Preimplantation Genetic Screening

Genetic testing can also be utilized for patients who are at risk for producing embryos that carry improper numbers of chromosomes (aneuploids).

Normally, an individual has two copies of each of 22 chromosomes plus two sex chromosomes (either XX or XY). In some cases, there are either too few or too many copies of specific chromosomes.

The consequences of having an abnormal number of chromosomes vary depending on which chromosome it is. For example, Down’s Syndrome is the result of having an extra chromosome number 21. Turner’s Syndrome is the result of having one X chromosome and no other sex chromosome. The duplication or absence of other chromosomes or multiple chromosomes can result in the death of the fetus and miscarriage later in an established pregnancy, or even failure for the embryo to implant.

This genetic testing is called Preimplantation Genetic Screening or PGS.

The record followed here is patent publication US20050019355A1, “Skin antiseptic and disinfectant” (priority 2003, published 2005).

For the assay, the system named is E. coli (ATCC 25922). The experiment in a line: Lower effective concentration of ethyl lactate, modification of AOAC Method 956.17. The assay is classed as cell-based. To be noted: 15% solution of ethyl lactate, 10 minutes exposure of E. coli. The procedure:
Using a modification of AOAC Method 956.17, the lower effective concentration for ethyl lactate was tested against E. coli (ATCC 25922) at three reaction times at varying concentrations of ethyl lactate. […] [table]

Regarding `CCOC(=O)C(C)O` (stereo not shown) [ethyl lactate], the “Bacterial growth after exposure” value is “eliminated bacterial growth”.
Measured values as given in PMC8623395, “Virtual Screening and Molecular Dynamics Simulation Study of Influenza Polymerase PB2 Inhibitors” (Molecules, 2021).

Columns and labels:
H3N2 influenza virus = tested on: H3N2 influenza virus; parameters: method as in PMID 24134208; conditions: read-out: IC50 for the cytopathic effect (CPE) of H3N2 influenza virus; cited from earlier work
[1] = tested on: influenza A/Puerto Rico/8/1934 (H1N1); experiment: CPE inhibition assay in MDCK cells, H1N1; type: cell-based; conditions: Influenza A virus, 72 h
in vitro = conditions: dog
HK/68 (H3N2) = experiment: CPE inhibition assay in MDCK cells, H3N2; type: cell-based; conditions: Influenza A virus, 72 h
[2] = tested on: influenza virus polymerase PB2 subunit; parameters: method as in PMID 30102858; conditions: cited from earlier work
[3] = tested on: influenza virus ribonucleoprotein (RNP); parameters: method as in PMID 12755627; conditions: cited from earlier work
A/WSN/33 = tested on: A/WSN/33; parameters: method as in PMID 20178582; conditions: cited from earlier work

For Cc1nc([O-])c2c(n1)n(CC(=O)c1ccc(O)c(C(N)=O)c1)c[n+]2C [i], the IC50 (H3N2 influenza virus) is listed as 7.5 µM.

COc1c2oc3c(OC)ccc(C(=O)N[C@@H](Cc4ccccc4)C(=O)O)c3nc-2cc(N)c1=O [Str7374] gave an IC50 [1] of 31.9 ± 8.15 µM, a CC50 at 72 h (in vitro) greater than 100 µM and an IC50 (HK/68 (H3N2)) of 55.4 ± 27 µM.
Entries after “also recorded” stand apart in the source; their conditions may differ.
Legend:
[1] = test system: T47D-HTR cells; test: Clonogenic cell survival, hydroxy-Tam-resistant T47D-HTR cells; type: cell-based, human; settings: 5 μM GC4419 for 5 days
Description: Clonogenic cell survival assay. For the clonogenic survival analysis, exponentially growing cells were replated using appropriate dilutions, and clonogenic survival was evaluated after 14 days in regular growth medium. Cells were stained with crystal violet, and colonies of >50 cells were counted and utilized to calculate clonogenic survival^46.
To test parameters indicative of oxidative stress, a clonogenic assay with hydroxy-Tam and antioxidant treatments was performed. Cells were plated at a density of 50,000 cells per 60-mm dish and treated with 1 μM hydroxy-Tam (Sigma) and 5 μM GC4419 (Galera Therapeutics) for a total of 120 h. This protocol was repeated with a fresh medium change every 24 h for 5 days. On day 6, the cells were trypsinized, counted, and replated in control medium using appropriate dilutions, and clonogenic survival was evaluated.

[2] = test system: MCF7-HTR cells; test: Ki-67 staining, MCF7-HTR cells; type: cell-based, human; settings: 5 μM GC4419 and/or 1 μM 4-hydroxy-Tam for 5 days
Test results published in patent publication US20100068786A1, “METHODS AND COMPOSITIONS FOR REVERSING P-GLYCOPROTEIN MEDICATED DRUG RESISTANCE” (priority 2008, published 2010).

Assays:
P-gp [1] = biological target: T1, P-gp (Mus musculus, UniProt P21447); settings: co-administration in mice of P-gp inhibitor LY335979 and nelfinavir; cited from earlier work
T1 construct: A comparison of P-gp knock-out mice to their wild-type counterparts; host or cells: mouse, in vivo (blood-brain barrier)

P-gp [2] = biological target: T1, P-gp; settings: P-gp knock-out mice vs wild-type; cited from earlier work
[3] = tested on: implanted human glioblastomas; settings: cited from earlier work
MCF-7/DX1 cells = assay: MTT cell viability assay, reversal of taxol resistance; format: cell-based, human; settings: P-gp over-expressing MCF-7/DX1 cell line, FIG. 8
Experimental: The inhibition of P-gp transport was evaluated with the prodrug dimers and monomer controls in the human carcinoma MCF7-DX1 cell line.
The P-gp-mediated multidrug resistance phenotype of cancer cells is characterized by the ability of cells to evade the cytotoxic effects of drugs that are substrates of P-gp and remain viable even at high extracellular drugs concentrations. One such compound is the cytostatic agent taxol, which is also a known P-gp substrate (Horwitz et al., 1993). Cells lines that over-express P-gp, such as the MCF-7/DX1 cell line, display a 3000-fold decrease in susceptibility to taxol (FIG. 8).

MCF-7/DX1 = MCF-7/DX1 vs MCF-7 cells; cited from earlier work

Patients who may benefit from this procedure include those who have recurrent IVF miscarriages, repeated implantation failures and patients of advanced maternal age. Ovation Fertility Austin collaborates with several laboratories for PGS testing. Traditionally, laboratories have only screened for the chromosomes that are most commonly seen to be aneuploid. Using colored fluorescent probes designed to attach to specific chromosomes, the laboratory can determine how many copies of each tagged chromosome are present in a cell.

This technique is called FISH (Fluorescent In Situ Hybridization). Each probe lights up a different color, thereby allowing several chromosomes to be visualized at one time. A normal cell should show 2 FISH signals for each of the chromosomes one through 22 and either an XX or XY for the sex chromosomes. Most labs that use FISH test for 5 to 11 chromosome pairs. Ovation Fertility Austin is now working with a laboratory that uses a different technique using DNA markers to tests for all 23 chromosome pairs.

This exciting new test also uses data from the parental chromosomes to enhance the test results from the embryos, thereby making them more accurate. The parental testing is done prior to the beginning of the patients’ IVF cycle. This parental support is also used to determine whether the sperm or the egg contributed to the aneuploidy. Whichever method is used for PGS, as with PGD, one cell is removed from each embryo on day 3 of development and the test results are received by day 5 in time to transfer the embryos with a normal chromosome complement to the patient’s uterus.